comScore NASA: Most Earth-Like Planet Yet Discovered, Still No Aliens | The Mary Sue
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NASA Announces the Most Earth-Like Planet Yet Discovered, Still No Aliens

Aliens: current hide-and-seek champions. I guess that means we're also winning?

452b_artistconcept_beautyshot

NASA’s Kepler mission has found its most Earth-like exoplanet yet! (Quite the feat when you consider there are headlines pretty much daily about new planets being found.) Even better, that planet, Kepler 452-b, has been hanging around doing planet things (orbiting, revolving, and the like) in the habitable zone of its star for 1.5 billion years longer than Earth, which is plenty of time for life to spring up.

Of course, with Earth’s friendship-twin being 1,400 light years away, there’s no telling at this point whether the planet is actually hospitable to life, but it’s got a more decent shot than any other planet we’ve found based on the data so far:

Kepler 452-b is so exciting for several reasons: the star it orbits is very similar to our own Sun, it’s very close to Earth-size, it orbits its star only 5% further away than we do ours, and it’s only about 50% wider than the Earth. At that size, it’s likely the planet is rocky like our own home and not a gas giant. The fact that there’s a little more of the planet to love means that, even though it’s far enough along in its star system’s lifespan that water might be evaporating off its surface, it could have high enough gravity to prevent that—a necessity to life as we know it.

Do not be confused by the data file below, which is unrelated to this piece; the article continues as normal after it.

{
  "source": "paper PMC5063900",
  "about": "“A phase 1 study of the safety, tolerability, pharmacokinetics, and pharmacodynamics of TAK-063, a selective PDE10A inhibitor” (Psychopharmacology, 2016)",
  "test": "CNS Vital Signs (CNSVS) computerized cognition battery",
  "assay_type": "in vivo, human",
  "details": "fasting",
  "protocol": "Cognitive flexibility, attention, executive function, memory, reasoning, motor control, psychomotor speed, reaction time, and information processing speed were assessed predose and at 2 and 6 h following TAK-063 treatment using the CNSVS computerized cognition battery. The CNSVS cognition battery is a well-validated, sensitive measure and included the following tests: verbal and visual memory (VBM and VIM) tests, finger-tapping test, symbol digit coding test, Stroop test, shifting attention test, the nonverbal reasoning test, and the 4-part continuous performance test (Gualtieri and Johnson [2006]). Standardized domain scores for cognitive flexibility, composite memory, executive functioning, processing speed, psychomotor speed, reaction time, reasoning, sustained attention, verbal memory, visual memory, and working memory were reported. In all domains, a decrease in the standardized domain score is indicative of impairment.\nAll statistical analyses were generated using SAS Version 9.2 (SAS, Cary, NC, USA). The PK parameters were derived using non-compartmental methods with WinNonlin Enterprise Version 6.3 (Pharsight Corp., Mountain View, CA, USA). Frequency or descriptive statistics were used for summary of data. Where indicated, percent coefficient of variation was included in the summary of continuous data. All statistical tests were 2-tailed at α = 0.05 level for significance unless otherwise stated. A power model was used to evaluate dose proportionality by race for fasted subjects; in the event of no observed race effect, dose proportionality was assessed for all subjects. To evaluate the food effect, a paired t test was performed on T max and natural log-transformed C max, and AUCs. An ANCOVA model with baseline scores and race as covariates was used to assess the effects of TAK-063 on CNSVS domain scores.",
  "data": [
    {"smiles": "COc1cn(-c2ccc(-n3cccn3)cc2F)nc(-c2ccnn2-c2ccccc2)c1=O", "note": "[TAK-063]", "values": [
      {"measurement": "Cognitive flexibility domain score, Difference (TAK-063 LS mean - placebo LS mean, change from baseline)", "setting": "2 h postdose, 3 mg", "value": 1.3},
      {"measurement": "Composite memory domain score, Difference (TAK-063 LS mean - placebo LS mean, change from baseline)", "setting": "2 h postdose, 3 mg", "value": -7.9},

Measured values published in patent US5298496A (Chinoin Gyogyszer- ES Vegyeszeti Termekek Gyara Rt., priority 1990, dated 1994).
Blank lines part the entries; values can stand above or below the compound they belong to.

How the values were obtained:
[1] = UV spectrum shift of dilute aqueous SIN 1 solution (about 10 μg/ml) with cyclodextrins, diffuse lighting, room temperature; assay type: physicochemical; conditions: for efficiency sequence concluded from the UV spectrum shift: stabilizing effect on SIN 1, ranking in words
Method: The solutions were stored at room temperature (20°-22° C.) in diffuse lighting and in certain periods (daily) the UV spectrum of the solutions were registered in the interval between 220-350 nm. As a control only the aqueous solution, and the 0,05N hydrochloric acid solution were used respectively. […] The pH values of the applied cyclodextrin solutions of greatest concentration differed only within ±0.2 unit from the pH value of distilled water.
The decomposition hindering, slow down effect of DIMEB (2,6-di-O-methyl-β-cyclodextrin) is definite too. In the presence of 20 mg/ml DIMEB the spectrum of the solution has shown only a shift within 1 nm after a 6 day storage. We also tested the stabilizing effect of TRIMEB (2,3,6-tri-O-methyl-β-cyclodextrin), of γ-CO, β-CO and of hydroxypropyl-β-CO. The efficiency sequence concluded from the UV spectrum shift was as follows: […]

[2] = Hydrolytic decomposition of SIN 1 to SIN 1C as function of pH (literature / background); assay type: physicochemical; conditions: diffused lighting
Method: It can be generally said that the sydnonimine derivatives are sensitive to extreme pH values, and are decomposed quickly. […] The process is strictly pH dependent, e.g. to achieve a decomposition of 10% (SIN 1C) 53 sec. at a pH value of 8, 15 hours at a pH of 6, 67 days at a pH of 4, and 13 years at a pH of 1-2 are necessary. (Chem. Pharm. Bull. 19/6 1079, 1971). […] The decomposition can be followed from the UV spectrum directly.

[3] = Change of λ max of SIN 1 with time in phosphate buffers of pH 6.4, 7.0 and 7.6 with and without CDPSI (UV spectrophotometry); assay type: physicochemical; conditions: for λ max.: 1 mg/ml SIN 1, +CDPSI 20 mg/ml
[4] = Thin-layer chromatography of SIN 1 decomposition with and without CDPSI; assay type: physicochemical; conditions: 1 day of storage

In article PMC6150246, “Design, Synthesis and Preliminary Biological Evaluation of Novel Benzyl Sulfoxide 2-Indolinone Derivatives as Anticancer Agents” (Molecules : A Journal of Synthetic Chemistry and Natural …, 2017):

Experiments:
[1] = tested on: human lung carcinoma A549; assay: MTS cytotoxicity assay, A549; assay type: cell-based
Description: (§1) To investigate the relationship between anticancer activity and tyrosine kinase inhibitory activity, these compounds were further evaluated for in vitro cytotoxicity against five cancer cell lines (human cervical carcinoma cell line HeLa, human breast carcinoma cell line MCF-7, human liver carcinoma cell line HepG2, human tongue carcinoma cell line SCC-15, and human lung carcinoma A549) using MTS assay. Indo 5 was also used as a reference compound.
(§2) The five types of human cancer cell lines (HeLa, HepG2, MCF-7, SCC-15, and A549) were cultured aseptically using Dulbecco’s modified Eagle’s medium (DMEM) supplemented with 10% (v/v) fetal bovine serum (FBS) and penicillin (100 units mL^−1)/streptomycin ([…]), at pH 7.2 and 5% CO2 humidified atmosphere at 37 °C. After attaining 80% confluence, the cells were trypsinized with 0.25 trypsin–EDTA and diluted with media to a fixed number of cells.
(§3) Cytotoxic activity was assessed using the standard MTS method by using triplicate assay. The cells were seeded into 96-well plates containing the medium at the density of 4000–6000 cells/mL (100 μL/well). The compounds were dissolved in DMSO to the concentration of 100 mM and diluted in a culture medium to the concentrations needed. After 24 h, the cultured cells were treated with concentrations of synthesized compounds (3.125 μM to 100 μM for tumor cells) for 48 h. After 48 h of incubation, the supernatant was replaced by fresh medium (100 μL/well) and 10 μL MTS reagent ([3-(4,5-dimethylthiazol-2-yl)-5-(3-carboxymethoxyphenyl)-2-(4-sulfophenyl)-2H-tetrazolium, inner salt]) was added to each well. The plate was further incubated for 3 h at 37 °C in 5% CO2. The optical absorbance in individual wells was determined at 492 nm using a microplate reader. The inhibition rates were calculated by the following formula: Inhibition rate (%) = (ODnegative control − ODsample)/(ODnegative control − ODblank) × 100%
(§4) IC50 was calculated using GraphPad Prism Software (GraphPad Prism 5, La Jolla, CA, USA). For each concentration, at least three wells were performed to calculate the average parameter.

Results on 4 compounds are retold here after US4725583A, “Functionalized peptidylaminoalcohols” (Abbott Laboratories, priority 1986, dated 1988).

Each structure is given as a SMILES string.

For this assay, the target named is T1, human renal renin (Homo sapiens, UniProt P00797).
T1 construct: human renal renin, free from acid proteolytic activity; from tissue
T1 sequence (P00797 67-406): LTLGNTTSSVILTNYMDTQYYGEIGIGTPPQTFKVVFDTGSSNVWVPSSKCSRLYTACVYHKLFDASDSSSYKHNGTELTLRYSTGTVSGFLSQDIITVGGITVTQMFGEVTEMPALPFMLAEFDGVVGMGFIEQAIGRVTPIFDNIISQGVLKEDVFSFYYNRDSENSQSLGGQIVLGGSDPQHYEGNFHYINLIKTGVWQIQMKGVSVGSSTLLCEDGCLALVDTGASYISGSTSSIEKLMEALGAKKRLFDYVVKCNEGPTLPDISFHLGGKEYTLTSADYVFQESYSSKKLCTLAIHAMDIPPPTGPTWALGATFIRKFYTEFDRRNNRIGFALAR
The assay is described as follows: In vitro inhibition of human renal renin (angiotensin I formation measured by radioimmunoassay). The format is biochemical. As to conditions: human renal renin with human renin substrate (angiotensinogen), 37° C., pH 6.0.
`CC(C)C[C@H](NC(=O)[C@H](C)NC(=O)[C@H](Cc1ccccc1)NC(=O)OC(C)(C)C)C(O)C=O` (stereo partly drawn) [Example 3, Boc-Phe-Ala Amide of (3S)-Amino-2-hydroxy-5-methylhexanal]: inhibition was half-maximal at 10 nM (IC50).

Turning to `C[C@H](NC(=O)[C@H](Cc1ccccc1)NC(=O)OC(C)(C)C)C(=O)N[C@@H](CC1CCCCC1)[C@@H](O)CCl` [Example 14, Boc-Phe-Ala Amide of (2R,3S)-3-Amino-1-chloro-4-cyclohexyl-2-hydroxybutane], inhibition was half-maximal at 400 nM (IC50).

The data about our doppelganger was found in data the Kepler mission had collected from 2009-2013, but the renewed K2 phase of Keppler’s lifespan is unlikely to provide us with any additional data about the faraway world. Instead, we’ll have to wait for newer equipment like the James Webb Space Telescope to launch and use current techniques with additional power to get a more accurate idea of what Kepler 452-b and other promising planets are really like.

So far, it’s a safe bet that 452-b is one of the first places we’ll go looking with the next generation of space telescopes to see if we can find anyone looking back at us—or at least see whether we’re looking in the right place.

(via Gizmodo, image via NASA Ames/JPL-Caltech/T. Pyle)

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